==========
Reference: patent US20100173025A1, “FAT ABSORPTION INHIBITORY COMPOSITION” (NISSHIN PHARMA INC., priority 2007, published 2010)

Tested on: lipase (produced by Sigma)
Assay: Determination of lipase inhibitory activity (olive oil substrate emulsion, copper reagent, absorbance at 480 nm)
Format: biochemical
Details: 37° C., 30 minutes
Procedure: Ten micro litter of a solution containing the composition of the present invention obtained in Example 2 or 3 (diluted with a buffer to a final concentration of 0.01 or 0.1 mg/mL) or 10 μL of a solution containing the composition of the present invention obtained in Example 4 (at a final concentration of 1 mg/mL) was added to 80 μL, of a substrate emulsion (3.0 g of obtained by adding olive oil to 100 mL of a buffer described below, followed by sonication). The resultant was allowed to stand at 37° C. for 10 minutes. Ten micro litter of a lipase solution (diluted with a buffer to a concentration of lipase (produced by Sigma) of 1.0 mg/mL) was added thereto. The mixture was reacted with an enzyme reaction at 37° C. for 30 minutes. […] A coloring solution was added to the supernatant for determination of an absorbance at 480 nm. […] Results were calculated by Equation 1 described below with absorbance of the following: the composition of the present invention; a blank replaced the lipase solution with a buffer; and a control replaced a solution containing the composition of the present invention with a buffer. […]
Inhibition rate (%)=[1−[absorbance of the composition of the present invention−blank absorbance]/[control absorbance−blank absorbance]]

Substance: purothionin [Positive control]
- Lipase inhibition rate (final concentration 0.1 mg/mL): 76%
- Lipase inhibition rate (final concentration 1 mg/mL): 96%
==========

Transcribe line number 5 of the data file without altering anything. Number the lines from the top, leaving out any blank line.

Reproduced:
Details: 37° C., 30 minutes